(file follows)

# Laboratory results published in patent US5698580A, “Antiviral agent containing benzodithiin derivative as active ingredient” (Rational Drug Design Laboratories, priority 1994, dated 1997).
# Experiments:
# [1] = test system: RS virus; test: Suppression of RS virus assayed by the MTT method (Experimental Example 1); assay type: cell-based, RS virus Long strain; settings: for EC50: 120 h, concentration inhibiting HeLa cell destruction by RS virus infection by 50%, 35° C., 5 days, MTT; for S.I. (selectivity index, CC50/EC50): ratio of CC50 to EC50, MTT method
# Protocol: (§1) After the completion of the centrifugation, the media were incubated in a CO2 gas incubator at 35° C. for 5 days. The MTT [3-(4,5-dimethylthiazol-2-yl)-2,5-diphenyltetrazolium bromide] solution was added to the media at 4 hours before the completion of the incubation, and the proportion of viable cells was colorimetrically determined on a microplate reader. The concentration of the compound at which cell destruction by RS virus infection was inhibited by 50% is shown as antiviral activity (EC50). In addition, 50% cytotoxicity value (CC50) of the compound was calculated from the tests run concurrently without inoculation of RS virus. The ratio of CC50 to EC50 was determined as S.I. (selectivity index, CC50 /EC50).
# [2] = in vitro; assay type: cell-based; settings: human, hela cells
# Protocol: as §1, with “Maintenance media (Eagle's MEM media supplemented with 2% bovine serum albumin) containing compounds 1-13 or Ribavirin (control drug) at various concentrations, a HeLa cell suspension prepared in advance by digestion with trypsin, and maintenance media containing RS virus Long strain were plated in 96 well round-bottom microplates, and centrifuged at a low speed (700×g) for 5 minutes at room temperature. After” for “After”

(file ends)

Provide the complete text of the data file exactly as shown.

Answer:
# Laboratory results published in patent US5698580A, “Antiviral agent containing benzodithiin derivative as active ingredient” (Rational Drug Design Laboratories, priority 1994, dated 1997).
# Experiments:
# [1] = test system: RS virus; test: Suppression of RS virus assayed by the MTT method (Experimental Example 1); assay type: cell-based, RS virus Long strain; settings: for EC50: 120 h, concentration inhibiting HeLa cell destruction by RS virus infection by 50%, 35° C., 5 days, MTT; for S.I. (selectivity index, CC50/EC50): ratio of CC50 to EC50, MTT method
# Protocol: (§1) After the completion of the centrifugation, the media were incubated in a CO2 gas incubator at 35° C. for 5 days. The MTT [3-(4,5-dimethylthiazol-2-yl)-2,5-diphenyltetrazolium bromide] solution was added to the media at 4 hours before the completion of the incubation, and the proportion of viable cells was colorimetrically determined on a microplate reader. The concentration of the compound at which cell destruction by RS virus infection was inhibited by 50% is shown as antiviral activity (EC50). In addition, 50% cytotoxicity value (CC50) of the compound was calculated from the tests run concurrently without inoculation of RS virus. The ratio of CC50 to EC50 was determined as S.I. (selectivity index, CC50 /EC50).
# [2] = in vitro; assay type: cell-based; settings: human, hela cells
# Protocol: as §1, with “Maintenance media (Eagle's MEM media supplemented with 2% bovine serum albumin) containing compounds 1-13 or Ribavirin (control drug) at various concentrations, a HeLa cell suspension prepared in advance by digestion with trypsin, and maintenance media containing RS virus Long strain were plated in 96 well round-bottom microplates, and centrifuged at a low speed (700×g) for 5 minutes at room temperature. After” for “After”